The encapsulation efficiency (EE) of SP in the liposomes was assessed by determining the concentration of free drug in solution after separating the liposomes using a Vivaspin ultrafiltration membrane cartridge and performing reverse phase HPLC analysis. The results displayed in Table 1 show that SP was encapsulated with efficiencies of 81.3 ± 6% and 66 ± 3.5% for the uncoated and chitosan-coated liposomes, respectively. These EE% values are considered high when compared to other water-soluble active pharmaceutical ingredients in liposomes [28]. This high EE% can be attributed to the entrapment of SP in the aqueous core of the liposomes and to the reinforced electrostatic interaction with negatively charged head group of lipid bilayer. Moreover, these interactions can occur both at the outer surface of the phospholipid bilayer and at the inner surface of the bilayer facing the core. Additionally, hydrophobic interactions should also be considered. Of note, SP has an amphiphilic nature due to the presence of aromatic residues at the C-terminus (Figure 1) and thus it might also be able to interact with the apolar fatty chains located in the middle of the phospholipid bilayer. As such, it is worth mentioning that some studies have revealed that lipids can induce a conformational change in SP [46]. Thus, the 15% lower EE% of SP observed in the chitosan-coated liposomes may be explained as an expected consequence of the positively charged chitosan and positively charged SP competing for the negatively charged phospholipids. This same effect has been observed in previous studies, showing a decrease in entrapment efficiency of positive charged compounds after liposomes were coated with chitosan [33].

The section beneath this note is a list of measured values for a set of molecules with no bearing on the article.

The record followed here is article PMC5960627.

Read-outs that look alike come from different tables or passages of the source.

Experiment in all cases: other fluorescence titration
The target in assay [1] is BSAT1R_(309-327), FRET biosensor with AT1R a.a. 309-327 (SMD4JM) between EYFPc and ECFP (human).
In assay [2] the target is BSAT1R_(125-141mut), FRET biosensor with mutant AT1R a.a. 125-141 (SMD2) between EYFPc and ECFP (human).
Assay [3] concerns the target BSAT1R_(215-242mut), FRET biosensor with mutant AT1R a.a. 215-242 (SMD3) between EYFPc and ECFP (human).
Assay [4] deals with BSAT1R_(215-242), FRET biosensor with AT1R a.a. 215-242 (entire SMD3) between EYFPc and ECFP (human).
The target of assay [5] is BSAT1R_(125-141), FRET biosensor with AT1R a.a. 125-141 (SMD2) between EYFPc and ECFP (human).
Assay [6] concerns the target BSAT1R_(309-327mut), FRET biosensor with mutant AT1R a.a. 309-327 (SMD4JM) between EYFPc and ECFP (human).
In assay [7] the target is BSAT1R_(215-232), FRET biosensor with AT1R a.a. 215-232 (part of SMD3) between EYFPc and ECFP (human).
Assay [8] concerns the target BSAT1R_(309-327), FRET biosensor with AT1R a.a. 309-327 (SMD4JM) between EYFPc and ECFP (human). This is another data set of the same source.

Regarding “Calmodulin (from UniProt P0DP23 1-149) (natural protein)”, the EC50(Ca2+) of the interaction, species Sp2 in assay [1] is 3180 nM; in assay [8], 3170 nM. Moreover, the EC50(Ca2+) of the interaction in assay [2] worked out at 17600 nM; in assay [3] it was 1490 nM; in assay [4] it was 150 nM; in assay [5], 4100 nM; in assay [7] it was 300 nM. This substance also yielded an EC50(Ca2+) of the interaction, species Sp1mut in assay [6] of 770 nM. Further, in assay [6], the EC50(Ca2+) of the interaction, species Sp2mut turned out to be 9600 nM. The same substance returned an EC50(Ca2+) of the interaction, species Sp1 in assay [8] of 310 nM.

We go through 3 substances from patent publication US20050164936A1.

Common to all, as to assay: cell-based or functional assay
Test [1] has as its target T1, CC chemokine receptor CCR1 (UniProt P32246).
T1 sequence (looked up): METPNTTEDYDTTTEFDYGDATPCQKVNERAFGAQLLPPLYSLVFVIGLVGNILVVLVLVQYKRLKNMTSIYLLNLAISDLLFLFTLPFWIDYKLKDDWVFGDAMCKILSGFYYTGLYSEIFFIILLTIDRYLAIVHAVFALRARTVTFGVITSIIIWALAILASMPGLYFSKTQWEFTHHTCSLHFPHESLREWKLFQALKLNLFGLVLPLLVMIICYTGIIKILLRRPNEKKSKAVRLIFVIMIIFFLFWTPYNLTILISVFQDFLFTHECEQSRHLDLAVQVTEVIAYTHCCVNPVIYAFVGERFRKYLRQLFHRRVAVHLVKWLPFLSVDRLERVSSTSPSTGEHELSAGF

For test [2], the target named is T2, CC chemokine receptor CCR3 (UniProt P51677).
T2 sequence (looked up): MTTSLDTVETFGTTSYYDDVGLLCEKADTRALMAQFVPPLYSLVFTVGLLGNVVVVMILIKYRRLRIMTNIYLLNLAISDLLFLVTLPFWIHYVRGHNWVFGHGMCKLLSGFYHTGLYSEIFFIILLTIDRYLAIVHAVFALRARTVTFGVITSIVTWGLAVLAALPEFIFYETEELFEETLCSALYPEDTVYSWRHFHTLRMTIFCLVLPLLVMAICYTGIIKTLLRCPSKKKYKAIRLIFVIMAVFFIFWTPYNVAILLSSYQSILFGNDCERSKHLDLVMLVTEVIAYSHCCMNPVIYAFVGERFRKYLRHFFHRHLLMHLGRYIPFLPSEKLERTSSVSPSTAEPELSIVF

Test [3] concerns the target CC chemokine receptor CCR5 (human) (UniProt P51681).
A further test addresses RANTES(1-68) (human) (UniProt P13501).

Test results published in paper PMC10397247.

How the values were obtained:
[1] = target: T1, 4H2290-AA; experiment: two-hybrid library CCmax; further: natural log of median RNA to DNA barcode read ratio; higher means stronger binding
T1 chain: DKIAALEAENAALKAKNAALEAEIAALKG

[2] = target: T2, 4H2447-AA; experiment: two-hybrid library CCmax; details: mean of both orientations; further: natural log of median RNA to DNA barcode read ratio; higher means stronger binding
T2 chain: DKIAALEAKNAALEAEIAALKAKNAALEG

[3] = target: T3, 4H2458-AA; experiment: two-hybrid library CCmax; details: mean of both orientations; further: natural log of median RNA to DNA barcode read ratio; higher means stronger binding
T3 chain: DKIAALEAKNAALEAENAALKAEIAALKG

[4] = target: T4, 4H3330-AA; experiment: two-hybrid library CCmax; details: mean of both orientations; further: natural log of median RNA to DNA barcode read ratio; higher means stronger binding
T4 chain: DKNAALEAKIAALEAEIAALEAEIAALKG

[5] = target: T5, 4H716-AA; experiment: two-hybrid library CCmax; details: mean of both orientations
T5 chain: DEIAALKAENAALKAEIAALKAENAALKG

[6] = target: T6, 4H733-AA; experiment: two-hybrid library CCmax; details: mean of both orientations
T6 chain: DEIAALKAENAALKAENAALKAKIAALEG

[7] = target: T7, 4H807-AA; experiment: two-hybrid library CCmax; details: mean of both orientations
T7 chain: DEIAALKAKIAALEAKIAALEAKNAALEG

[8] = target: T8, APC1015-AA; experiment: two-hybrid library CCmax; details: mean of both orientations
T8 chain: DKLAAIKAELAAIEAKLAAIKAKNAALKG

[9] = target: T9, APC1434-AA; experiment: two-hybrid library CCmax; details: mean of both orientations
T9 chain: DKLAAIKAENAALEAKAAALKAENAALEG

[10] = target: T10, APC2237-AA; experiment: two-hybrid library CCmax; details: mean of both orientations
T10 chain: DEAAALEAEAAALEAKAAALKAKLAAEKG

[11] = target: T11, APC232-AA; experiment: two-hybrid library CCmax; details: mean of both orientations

Yet another important aspect to evaluate regarding the formulations was their stability upon incubation in PBS medium at 37 °C over 24 h (Figure 2), as these conditions are an approximate surrogate of the physiological milieu. We determined that the average diameter was ∼150 nm for the uncoated liposomes and ∼250 nm for the coated liposomes and the average size and the PDI did not increase over time, thus confirming that both systems remain stable against aggregation.
The results show that both systems are stable at 24 h, confirming that the coating with chitosan improves the stability [47]. Nevertheless, because the uncoated liposomes were easily destabilized in biological fluid (data not shown), we decided to assess the in vitro release profile of SP and perform cell studies using chitosan-coated liposome formulations. Indeed, the use of uncoated liposomes is limited by their thermodynamic instability and they are rarely administrated uncoated because they easily aggregate when stored and tend to degrade and leak materials upon administration [32,48].

3.2. In Vitro Release Profile

In vitro SP release from chitosan-coated liposomes (CH-LP) and uncoated liposomes (UN-LP) was performed in phosphate buffered saline (PBS) at pH 7.4; 37 °C to simulate physiological conditions over 24 h (Figure 3). The chitosan-coated liposomes showed a two-stage profile release, as indicated by virtually no release during the first ∼100 min, followed by an exponential increase in SP release after this time. After 24 h, the liposomes released in total 20% of the drug payload; then it reached a plateau. The release profile during the second stage was fitted to a first-order kinetic mechanism of release (R2 ≥ 0.92), thus suggesting a promising model for sustained drug release, in accordance with previous release tests from chitosan-coated liposomes [30,45].